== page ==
For example, baseball cards which are produced with a license from the players, but not the teams: Notice what these three baseball cards have in common. They are all avoiding using team intellectual property while still properly identifying the athlete. While the jerseys look normal at first glance, each card took careful care to remove things that would infringe upon an MLB team’s intellectual property. There are no logos on hats or helmets, and no team names or identifiers on the jerseys. The cards omit team names completely in the description, using only the city name of “New York” in generic font, instead of “New York Yankees.”

These cards are a fantastic example of how to properly utilize an athlete’s name, image, and likeness when creating content or promoting an athlete’s brand. They properly identify and distinguish the athlete in a recognizable form without infringing on any rights a team or university may have and avoiding infringement.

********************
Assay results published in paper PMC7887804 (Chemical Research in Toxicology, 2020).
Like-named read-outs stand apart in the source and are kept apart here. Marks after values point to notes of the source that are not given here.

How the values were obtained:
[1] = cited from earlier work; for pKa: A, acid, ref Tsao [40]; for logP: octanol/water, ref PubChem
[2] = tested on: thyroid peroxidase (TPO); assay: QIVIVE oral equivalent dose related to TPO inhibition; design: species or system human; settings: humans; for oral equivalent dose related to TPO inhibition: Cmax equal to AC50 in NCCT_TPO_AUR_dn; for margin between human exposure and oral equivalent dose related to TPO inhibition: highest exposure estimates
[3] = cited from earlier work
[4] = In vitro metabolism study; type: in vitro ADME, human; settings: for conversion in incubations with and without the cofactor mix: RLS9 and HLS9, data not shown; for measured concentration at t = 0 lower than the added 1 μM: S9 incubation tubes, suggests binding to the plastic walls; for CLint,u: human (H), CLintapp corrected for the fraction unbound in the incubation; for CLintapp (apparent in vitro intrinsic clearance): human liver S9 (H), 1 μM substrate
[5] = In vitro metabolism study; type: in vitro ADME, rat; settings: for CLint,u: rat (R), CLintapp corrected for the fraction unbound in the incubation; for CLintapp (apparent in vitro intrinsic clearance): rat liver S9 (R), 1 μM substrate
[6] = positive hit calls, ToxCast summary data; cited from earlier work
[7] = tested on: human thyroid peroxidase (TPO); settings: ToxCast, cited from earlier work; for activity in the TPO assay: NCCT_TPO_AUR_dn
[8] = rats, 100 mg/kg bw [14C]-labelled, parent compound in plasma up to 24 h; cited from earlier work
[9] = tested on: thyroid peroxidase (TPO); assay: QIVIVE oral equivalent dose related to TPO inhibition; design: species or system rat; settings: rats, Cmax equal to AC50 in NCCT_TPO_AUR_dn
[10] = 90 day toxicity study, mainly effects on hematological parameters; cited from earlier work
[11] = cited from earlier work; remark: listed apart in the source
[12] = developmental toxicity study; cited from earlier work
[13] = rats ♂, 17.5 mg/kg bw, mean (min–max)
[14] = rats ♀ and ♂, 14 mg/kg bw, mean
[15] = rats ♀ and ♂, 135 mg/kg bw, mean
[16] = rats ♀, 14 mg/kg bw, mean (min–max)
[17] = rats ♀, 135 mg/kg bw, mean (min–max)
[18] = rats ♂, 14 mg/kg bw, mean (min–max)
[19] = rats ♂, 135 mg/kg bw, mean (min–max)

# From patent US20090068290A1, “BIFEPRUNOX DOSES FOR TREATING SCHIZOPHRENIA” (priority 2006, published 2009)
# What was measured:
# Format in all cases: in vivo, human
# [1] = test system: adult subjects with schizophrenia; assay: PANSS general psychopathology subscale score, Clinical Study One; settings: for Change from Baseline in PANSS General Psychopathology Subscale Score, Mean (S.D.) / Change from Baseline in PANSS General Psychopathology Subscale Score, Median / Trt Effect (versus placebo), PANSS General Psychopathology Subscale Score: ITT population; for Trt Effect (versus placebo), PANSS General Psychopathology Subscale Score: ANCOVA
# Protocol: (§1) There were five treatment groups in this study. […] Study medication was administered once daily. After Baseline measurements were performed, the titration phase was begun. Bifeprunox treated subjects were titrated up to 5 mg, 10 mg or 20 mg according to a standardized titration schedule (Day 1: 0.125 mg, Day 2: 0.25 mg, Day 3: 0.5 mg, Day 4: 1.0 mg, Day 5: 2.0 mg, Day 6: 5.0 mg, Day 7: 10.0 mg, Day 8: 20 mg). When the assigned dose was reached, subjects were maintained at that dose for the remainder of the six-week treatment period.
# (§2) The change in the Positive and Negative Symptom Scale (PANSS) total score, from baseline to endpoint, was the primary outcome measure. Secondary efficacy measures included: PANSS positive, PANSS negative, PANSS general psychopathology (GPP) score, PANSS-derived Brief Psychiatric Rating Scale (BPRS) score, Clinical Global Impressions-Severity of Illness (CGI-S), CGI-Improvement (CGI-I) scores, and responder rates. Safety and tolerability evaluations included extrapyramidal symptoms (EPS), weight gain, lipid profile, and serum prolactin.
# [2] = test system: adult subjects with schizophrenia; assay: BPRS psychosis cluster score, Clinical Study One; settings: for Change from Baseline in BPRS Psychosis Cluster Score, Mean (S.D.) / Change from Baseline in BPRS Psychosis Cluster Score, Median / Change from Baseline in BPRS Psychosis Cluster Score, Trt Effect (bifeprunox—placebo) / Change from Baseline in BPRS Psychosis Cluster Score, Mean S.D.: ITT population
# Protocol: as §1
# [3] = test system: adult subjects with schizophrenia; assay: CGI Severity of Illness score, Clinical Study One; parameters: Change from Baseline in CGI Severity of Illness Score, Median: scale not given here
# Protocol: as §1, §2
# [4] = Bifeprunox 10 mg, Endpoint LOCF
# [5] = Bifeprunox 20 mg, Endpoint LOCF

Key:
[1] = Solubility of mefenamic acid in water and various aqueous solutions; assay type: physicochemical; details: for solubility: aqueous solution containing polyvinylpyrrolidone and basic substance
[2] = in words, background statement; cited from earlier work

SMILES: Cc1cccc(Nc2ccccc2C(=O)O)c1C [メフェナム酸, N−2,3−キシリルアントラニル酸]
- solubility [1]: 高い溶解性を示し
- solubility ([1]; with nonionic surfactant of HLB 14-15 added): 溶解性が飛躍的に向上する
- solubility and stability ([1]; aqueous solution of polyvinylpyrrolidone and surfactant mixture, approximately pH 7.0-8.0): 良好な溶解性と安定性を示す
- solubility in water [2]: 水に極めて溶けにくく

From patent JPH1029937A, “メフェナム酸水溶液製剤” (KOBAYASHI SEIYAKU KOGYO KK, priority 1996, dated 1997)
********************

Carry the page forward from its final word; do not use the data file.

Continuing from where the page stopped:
Consider working with experienced counsel in navigating intellectual property challenges related to athlete and university licensing.

The post University Intellectual Property Implications in Name, Image, and Likeness Deals appeared first on Frieser Legal | Sports Law | NIL.

Photo of Joshua Frieser Joshua Frieser

Joshua M. Frieser, Esq. is a college sports lawyer and Principal Attorney at Frieser Legal. His practice is focused on the representation of college athletes and working to solve their unique legal needs. Josh represents student-athletes in formal NCAA regulatory proceedings and NIL…

Joshua M. Frieser, Esq. is a college sports lawyer and Principal Attorney at Frieser Legal. His practice is focused on the representation of college athletes and working to solve their unique legal needs. Josh represents student-athletes in formal NCAA regulatory proceedings and NIL licensing agreements, as well as in related intellectual property and business planning matters.